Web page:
It’s nothing new though. The Anglo Saxons who sat by the fireside to hear Beowulf recite lived lives that were full of a genuine fear of instant death and yet in their spare time choose to kick back with more of the same. The Greeks felt the same way if Homer’s Odyssey is anything to go by. These are the stories from those cultures that have survived to become classics and which still speak to us today.
What the Academics Say
There has been a fair amount of serious study of the horror genre. Psychologists at the University of California, Santa Barbara, reckon that horror is a vital part of human evolution. Fear might be unpleasant, but it’s also useful. If you’re not sufficiently scared of the sabre tooth tiger, the sabre tooth tiger is going to eat you. That knowledge seems to have made it into our hard wiring. Even 21st century children can spot a snake faster than either flowers or more realistically modern threats like guns on computer screens. That’s why giant monsters who want to turn our heroes into the next snack remain a staple of horror fiction in any mediums. How then do vampires, were wolves, zombies and other made-up monsters fit into this pattern? The simplest answer is they’re useful warnings clothed in exaggeration – it’s good to be scared of wolves. It can be good to be scared of humans too, and vampires, zombies and ghosts warn to be afraid of possible human enemies who are very much like us but with one exceptional difference – they suck blood, transform you into one of them or come from beyond the grave.
Addicted to Fear
That’s just a brief summary of why horror might have a universal human appeal, but what of those people who really love horror? These scares have their use, such as providing a safe way of trying out dangerous realities, like play fighting in animal cubs. However, to get really into horror you’re likely to be a particular sort of person. Those who love horror tend to be affected by it more strongly. Being more scared produces a correspondingly strong rush of relief when all is resolved or the film ends and reveals that nothing really happens. Traditionally, horror has appealed to men more than women; many classic horrors reduce women to the role of – often semi-clad – victim. In studies, empathy is often reported to be lower in horror fans than non-fans. Sensation seekers are also more prone to like horror films. There are even some theories that this enthusiasm for scary movies can tip over into addiction, which may even need treatment in the same way that addictions to alcohol or some drugs are treated. This is linked to the Type-T personality, the thrill seeker. Type-T personalities have been found to be more likely to become alcoholics and they are also more likely to love horror films.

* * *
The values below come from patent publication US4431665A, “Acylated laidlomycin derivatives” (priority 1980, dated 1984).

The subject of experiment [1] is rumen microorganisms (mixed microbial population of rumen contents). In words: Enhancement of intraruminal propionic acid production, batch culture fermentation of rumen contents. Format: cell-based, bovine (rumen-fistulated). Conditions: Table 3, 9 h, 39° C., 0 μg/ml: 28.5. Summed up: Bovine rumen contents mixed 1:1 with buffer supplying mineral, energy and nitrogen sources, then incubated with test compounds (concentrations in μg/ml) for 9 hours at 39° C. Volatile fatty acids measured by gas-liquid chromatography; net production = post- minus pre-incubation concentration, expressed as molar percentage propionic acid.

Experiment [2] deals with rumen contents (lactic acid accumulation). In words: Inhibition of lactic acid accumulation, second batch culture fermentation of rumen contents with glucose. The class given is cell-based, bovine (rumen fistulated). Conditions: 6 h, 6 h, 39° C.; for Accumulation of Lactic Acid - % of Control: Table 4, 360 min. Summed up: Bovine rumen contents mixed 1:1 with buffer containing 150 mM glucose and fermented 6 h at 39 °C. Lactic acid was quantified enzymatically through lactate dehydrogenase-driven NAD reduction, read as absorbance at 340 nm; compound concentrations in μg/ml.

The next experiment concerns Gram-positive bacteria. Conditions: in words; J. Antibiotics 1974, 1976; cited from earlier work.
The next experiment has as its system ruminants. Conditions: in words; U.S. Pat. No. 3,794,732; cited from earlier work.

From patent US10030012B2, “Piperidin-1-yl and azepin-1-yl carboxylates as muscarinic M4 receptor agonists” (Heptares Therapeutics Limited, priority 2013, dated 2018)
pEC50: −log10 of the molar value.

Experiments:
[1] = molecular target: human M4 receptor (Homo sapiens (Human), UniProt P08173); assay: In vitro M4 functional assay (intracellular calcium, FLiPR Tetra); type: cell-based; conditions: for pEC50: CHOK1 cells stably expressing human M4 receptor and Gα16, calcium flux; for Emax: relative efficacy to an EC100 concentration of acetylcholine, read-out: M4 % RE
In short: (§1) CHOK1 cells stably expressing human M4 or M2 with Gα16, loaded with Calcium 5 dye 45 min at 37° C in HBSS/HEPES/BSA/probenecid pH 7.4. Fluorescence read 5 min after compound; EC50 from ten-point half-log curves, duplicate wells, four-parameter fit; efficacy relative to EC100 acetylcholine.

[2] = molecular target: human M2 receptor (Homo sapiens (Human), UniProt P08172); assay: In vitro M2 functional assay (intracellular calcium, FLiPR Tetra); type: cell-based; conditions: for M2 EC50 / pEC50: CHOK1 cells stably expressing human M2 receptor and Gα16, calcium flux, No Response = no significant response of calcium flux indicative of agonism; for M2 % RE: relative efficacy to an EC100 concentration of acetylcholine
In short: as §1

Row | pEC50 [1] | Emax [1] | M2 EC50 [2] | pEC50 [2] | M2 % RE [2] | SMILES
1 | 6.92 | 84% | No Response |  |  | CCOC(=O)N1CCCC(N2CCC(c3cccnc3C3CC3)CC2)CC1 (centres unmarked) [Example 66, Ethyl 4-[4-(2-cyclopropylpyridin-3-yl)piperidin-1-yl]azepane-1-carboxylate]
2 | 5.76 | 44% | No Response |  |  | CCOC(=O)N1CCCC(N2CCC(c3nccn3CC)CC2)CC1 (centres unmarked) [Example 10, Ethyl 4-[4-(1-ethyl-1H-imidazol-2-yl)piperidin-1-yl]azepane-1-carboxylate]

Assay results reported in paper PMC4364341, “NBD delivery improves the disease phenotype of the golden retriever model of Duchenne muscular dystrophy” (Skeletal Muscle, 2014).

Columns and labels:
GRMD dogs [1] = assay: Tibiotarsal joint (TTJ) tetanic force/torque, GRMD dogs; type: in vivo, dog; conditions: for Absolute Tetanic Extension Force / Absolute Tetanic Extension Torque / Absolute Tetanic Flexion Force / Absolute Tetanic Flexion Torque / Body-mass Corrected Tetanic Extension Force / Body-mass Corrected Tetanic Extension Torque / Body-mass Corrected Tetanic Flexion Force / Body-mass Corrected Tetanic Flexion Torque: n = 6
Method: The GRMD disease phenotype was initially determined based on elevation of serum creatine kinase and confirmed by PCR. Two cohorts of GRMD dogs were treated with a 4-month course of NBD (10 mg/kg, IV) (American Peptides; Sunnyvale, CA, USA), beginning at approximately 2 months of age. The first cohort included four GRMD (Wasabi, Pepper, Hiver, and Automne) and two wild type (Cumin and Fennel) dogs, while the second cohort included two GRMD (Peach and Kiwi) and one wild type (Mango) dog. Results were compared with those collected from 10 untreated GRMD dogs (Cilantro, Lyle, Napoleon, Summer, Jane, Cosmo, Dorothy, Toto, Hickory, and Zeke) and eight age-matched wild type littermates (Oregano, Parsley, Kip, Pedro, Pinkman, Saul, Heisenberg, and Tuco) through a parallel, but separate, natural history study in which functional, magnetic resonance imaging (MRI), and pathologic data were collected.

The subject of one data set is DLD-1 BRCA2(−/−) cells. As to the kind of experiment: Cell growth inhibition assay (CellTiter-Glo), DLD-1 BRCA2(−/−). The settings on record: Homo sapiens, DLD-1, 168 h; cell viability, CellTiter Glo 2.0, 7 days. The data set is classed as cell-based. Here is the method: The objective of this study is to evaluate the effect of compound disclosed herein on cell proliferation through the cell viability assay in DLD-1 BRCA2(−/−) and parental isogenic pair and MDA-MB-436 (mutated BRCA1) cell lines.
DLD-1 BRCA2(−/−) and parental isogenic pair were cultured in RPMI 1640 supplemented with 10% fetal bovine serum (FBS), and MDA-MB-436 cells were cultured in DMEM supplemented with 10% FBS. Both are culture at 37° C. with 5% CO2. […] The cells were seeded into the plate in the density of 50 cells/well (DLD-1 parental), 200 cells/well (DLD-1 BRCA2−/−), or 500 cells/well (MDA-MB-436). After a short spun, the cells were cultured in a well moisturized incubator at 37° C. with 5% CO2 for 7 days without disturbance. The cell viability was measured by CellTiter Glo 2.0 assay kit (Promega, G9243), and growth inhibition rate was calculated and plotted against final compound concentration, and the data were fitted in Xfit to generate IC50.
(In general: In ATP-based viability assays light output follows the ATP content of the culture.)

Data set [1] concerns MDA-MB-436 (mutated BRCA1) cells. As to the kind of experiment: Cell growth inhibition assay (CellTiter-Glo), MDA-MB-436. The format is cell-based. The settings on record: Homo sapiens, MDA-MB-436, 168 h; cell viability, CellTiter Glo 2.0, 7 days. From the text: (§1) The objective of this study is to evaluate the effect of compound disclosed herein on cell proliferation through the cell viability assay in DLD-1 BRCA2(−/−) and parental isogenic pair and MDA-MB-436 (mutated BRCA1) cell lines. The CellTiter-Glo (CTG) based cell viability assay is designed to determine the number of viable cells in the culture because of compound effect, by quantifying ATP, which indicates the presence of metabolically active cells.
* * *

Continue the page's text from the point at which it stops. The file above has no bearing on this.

Better Fear through Science
Could this psychological probing help horror-mongers scare us more effectively? It’s possible, and critics believe that the best horror writers are instinctive psychologists. Freud had a lot to say about horror – as he did about almost everything – and why it is so effective. Freudians often see vampires as avatars of repressed sexuality, werewolves as representing our struggle to repress our inner beast. Some horror metaphors though are explicitly acknowledged by their creators. George Romero says that his zombies stand for thoughtless consumerism. True Blood seems quite obviously to use vampire/human tension as a proxy for our own society’s very real struggle with racial integration.
This is a deep and surprisingly well-researched area of human culture. Whether you just love horror or would like to inflict it on others, it’s worth looking more deeply into why we love to be scared.
Claire Fagan, Author